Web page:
The U.S. Department of Agriculture reduced its broiler production forecast to 4.4 billion after recent hatchery data showed stalled growth in birds being placed for meat production, according to USDA’s latest “Livestock, Dairy & Poultry Outlook.”
Despite the reduction, year-over-year growth is still expected to be 1.7%. March year-over-year growth in placements remained below 1%, and chicks being set in trended down.
USDA economists Sean Ramos and Alex Melton reported that broiler meat production in February was 3.3 billion lb., more than 3% higher than a year earlier. Weights were up about 1.1%, and a greater flow of birds accounted for the rest of the growth, they noted.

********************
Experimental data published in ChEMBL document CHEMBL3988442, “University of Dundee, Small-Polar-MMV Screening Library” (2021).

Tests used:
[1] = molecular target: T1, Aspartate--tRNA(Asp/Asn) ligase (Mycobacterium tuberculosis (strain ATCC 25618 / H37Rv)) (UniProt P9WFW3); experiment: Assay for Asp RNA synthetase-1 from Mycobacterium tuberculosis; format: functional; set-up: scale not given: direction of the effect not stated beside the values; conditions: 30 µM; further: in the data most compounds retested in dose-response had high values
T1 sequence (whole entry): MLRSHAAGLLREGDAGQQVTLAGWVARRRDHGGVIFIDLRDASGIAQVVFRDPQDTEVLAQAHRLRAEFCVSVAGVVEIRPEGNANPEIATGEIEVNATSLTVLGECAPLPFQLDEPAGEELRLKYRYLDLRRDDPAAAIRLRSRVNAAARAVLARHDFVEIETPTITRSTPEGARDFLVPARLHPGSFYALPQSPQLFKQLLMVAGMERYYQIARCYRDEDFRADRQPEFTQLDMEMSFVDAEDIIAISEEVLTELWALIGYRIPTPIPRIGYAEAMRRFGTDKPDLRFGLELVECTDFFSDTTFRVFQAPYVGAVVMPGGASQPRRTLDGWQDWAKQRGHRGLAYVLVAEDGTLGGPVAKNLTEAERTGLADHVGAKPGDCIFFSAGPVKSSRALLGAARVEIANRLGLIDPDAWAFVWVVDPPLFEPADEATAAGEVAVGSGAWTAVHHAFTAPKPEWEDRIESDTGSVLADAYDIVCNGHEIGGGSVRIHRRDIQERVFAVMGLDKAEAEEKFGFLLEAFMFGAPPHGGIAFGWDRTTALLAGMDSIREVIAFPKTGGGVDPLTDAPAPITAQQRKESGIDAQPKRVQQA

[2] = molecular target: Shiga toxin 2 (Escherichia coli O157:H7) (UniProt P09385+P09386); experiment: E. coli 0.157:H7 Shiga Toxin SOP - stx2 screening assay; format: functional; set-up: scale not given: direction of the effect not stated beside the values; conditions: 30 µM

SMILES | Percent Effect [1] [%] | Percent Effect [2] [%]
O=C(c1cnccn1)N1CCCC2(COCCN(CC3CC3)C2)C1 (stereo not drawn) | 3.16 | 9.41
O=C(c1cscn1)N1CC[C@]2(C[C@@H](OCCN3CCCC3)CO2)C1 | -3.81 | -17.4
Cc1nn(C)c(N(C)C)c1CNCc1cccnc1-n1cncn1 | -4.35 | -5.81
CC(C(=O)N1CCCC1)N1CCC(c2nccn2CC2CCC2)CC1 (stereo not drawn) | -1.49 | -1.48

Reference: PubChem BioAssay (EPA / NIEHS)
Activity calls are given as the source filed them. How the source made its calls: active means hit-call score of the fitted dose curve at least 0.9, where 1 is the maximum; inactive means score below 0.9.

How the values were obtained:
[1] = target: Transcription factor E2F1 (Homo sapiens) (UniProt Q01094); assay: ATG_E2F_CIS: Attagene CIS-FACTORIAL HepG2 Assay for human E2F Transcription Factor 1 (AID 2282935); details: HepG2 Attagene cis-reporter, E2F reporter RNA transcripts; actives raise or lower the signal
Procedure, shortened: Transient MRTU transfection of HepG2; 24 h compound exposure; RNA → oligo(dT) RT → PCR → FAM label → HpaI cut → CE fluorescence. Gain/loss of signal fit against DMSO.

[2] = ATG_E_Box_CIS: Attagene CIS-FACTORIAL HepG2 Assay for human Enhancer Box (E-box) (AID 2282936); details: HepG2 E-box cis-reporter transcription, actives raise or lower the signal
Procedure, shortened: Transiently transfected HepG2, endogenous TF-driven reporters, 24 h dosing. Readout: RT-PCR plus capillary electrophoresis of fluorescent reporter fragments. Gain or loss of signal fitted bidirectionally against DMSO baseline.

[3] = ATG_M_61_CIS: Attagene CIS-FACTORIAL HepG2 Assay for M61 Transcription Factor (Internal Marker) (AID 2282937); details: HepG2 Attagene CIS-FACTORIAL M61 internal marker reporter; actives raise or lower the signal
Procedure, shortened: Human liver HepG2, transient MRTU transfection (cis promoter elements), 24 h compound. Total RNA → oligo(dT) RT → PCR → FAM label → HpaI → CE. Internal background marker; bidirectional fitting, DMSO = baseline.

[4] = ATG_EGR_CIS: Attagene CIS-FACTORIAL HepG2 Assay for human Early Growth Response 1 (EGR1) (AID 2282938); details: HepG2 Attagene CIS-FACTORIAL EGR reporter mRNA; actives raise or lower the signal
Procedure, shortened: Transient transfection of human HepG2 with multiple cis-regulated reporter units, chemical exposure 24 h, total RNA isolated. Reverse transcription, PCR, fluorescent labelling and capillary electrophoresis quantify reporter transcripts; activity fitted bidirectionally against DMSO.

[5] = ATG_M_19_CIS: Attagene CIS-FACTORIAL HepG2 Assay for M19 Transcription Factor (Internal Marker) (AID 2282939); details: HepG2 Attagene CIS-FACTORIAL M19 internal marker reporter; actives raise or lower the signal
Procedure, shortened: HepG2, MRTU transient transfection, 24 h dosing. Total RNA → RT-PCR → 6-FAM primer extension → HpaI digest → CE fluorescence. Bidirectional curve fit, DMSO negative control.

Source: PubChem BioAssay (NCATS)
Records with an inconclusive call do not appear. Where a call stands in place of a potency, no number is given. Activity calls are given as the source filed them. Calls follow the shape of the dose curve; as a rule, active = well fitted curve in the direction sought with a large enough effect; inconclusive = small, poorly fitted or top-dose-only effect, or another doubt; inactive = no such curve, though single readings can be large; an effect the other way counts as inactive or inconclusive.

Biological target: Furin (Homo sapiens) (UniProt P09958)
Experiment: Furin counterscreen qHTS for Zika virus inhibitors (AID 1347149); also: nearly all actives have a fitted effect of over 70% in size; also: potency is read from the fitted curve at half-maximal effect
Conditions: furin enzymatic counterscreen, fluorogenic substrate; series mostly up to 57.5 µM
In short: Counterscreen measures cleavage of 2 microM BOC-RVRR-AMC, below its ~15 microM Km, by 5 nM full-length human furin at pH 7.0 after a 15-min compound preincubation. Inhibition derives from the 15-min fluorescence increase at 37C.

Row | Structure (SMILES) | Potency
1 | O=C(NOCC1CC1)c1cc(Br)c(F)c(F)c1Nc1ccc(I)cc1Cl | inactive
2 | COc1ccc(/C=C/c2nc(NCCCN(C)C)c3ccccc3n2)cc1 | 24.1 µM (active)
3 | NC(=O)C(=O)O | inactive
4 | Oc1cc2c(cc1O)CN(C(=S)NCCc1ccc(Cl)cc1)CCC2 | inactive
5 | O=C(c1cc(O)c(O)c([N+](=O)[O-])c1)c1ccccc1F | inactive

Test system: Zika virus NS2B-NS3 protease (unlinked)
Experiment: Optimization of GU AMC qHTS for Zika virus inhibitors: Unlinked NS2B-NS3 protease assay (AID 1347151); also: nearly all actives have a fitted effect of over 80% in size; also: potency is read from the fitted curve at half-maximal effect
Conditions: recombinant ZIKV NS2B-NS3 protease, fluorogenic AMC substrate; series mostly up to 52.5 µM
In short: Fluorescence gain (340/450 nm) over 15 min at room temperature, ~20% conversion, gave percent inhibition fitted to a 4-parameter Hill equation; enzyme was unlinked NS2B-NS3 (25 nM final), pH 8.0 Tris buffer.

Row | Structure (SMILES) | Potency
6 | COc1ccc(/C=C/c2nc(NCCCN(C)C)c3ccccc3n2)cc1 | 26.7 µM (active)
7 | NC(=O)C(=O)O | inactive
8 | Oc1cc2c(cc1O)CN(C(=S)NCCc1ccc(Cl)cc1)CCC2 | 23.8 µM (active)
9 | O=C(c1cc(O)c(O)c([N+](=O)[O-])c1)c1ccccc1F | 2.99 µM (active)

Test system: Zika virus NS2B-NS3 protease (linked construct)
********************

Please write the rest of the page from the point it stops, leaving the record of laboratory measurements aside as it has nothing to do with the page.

Broiler exports in February were 552 million lb., about 1% above last year. Ramos and Melton said Taiwan and Vietnam were shipped 17 million lb. and 8 million lb. more, respectively, while Hong Kong was down 8 million lb. Mexico and Canada were each down about 3 million lb., and Chile was down 5 million lb. Georgia was up 6 million lb., and the Philippines was up 4 million lb.
The outlook reported that weekly prices for whole broilers (national composite) increased rapidly in March to almost $1.09/lb. as of March 30, gaining more than 17 cents after March 2 on a stronger-than-normal seasonal move. Ramos and Melton noted that this performance took prices to levels last seen in 2014 (during comparable weeks). Combined with reduced production expectations, strong prices led to upward revision for price forecasts to a 2018 average of 93-98 cents/lb.